Public Papers - 1990
Remarks at the Christening of the U.S.S. George Washington in Newport News, Virginia
Thank you very much. What a great day in Newport News. And to all of you out there, thank you for the warm welcome. And Dick Cheney, our able Secretary of Defense, thank you, sir, for those kind words.
You know, we're living in changing times, very exciting times for world peace. We're living in tough times in a lot of ways. But it is so important that we have an able Secretary of Defense leading for our country's best interests, our security interests. And I just want to say to this marvelous gathering today, I can think of no one better to be Secretary of Defense at this critical time than Dick Cheney. I am blessed to have him at my side.
And I'm very proud to have other strong supporters of defense with us today: Our distinguished Senator from Virginia, Chuck Robb, a longtime friend and a strong supporter of all that the Navy undertakes. And it's a pleasure to see the Tidewater contingent from Congress -- Herb Bateman and Owen Pickett, Norm Sisisky -- all who understand the Navy's mission, all who understand national defense. And of course, I'll single out one other Member of Congress I recognize -- though he's known as ``B - 1'' Bob Dornan from California, he, too, a strong supporter -- Congressman Dornan. I don't want to reminisce too long, but I see Senator Harry Byrd out here. Harry, stand up -- [applause] -- a great Virginian and another one who has stood for defense. Ed Campbell, my thanks to you, sir, president of Newport News Shipbuilding. And then my dear friend from Houston, Jim Kettleson, who is the CEO of Tenneco. Secretary Larry Garrett -- doing a superb job for the Navy; and of course, our new CNO [Chief of Naval Operations], my friend Admiral Kelso; all our other distinguished guests.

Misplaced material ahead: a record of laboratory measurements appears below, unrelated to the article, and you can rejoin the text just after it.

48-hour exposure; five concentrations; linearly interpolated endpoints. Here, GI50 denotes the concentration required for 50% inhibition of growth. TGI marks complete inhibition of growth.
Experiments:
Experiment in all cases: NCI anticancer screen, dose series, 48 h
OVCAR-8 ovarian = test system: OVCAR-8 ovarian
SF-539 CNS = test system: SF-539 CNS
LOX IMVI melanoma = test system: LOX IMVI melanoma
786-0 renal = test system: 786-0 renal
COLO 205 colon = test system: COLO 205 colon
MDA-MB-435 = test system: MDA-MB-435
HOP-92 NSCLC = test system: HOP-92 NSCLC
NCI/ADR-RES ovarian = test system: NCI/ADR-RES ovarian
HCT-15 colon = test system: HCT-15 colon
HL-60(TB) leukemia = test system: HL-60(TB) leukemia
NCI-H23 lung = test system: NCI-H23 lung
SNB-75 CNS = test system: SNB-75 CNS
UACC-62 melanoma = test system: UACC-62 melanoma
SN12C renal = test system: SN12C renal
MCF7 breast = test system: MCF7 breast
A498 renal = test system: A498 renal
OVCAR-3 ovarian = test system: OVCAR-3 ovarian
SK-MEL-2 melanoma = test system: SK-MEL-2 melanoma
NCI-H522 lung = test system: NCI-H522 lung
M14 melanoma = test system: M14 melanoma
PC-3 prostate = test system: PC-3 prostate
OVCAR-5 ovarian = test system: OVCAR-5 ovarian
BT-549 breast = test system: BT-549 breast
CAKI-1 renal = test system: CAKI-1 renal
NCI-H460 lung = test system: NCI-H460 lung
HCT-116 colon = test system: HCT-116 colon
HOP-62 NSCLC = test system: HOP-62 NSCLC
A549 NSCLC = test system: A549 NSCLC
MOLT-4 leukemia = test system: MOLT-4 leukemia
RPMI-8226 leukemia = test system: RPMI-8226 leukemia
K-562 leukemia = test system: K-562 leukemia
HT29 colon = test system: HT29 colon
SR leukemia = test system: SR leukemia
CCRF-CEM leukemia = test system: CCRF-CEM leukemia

I am very pleased to be here this morning with my daughter, Dorothy. She's today's matron of honor. And I know that Barbara -- the Silver Fox, we call her -- [laughter] -- is deeply honored that you've chosen her to christen this magnificent ship, the George Washington.
Coming to the shipyards today put me in mind of my first government job that Dick referred to. I was commissioned at the age 18, an ensign in the Navy and a carrier pilot, and things were quite different then. The planes were slower. The ships were smaller. And as I look around at these admirals and some of the enlisted men and women that I've been privileged to meet with, they all seem a lot younger today. Captain Nutwell looks too young to drive a great big ship like this. [Laughter]
But what I think it sums up to is that I've been told by our Chief of Naval Operations, by General Powell, by the other Chiefs, that we have never had finer officers or enlisted men and women in the armed services than we have today. And they look young to me, but they're the best, and we are very, very proud of them. I don't want to get too nostalgic here -- notice my Navy tie, however. [Laughter] But on my ship, the San Jacinto -- it was one of those ``fast carriers,'' built atop a cruiser hull in the early months of our entry into the war -- the deck wasn't much wider than the wing span of the plane I flew, a TBF Grumman Avenger. Now, looking up at the Washington, I'm not sure that the San Jacinto itself wouldn't fit on a hangar deck of this behemoth here.